The Day 3 Keynote delivered by Edward Barbier presented the case for embedding nature into our economies by tackling two consequential economic failures: the underpricing and underfunding of nature.
“There is something fundamentally wrong with our economic approach to nature” – Edward Barbier
Not only are the ecosystem services provided by nature not valued in our economic system, argued Edward, but often these are even given a ‘negative price’, as environmentally damaging activities are subsidised, thus referred to as the underpricing of nature. Globally, $1.8 trillion USD is spent on damaging subsidies in total, and across OECD (Organisation for Economic Co-operation and Development) countries environmentally harmful subsidies in the agriculture sector alone account for $112 billion USD annually. If we repurposed this money away from harmful subsidies and put it to fund and finance nature, according to Edward, we could double the amount of money internationally used for nature protection.
While estimates differ, the gap between current funding for nature and the means needed to restore and implement NbS is around $890 billion USD. Moreover, public sources account for over 85% of nature funding presently, meaning that the private sector is severely lagging behind. Nevertheless, the private sector is becoming more and more aware of the increasing environmental risks posed to them by climate change and the degradation and destruction of ecosystems. The World Economic Forum estimates that $44 trillion USD (over half global GDP) is moderately or highly dependent on nature and its services. Moreover, returns on investment can be high: for every $ spent on conservation, almost $7 more are generated in the economy after just 5 years in low-middle income countries.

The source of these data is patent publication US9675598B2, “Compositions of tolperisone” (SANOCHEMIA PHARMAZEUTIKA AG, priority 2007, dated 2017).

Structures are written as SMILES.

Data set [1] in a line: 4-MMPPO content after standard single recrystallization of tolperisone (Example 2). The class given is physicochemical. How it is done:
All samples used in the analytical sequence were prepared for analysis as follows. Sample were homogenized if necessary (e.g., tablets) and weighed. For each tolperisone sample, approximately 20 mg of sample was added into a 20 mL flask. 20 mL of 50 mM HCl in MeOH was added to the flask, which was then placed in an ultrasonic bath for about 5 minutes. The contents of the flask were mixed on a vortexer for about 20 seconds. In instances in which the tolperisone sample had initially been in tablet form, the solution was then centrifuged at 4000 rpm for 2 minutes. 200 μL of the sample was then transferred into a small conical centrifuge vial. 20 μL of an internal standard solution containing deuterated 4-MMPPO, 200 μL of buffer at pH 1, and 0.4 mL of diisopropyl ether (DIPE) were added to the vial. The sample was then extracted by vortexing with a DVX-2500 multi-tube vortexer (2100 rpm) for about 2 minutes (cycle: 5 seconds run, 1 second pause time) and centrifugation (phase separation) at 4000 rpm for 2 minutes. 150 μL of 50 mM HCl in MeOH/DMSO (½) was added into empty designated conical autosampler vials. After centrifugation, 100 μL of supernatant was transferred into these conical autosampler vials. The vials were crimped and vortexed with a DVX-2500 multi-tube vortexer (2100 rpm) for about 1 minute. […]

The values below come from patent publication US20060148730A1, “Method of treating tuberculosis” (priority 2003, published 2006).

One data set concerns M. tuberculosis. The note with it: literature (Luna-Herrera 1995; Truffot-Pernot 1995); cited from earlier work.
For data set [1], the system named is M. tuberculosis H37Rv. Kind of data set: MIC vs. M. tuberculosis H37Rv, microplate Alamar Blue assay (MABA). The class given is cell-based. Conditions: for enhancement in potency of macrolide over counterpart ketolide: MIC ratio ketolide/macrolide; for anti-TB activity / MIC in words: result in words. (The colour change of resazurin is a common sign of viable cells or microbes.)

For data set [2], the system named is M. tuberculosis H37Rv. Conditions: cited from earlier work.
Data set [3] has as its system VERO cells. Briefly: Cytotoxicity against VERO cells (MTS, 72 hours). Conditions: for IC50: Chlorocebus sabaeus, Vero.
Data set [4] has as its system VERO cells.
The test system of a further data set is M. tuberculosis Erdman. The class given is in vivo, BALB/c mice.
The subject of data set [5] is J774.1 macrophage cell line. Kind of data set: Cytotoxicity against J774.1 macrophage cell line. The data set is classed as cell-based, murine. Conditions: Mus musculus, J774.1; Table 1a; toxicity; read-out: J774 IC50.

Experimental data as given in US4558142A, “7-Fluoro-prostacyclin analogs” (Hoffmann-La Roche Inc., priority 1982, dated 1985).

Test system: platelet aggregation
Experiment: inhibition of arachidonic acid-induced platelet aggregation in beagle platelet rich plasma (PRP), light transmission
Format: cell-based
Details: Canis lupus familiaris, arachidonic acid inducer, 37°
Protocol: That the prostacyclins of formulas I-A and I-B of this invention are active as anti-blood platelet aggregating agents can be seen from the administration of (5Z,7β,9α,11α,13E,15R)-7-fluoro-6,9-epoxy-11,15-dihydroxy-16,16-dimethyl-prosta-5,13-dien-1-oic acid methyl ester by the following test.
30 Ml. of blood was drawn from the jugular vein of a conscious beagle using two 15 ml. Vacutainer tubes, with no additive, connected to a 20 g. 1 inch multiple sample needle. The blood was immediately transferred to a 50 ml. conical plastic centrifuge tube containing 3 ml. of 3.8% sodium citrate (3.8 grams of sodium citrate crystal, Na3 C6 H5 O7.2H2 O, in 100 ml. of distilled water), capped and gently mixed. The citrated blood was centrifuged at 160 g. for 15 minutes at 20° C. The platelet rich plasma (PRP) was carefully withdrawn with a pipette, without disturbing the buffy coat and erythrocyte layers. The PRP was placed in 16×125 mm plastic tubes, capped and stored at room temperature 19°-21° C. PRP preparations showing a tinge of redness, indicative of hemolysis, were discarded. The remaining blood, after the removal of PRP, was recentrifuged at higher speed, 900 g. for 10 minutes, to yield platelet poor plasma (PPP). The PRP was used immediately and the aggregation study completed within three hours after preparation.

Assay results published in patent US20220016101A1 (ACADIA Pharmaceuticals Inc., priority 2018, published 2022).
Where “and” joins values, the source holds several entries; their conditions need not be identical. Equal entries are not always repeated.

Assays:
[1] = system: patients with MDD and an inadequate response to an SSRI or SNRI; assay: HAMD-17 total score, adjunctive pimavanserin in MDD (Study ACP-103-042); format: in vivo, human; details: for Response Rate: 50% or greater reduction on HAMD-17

To address these economic failures, Edward proposed a three-step strategy:
- To phase out environmentally harmful subsidies
- Tax activities, particularly land uses, that degrade the environment, over-exploit natural resources, and unnecessarily convert ecosystems
- Use these savings and revenues to conserve and restore ecosystems
He went on to discuss different opportunities for the funding and financing of nature, including using innovative financing options such as biodiversity offsets, payments for ecosystem services, voluntary carbon markets, REDD+ programmes, ‘debt-for-nature’ swaps, green bonds, corporate contributions, corporate initiatives, voluntary certification. Focusing on green bonds, it was suggested that entities could build portfolios of multiple conservation and restoration projects, in order to address the challenge of green bonds generally being structured for large-scale investment, rather than smaller-scale scattered programmes.
Edward B. Barbier
Professor in the Department of Economics, Colorado State UniversityThe Economics and Financing of Nature-Based Solutions: Challenges and Opportunities
Edward B. Barbier is a University Distinguished Professor in the Department of Economics, Colorado State University. He is an environmental and resource economist and a highly cited scholar on global environmental and sustainability issues. His latest book is Economics for a Fragile Planet, Cambridge University Press.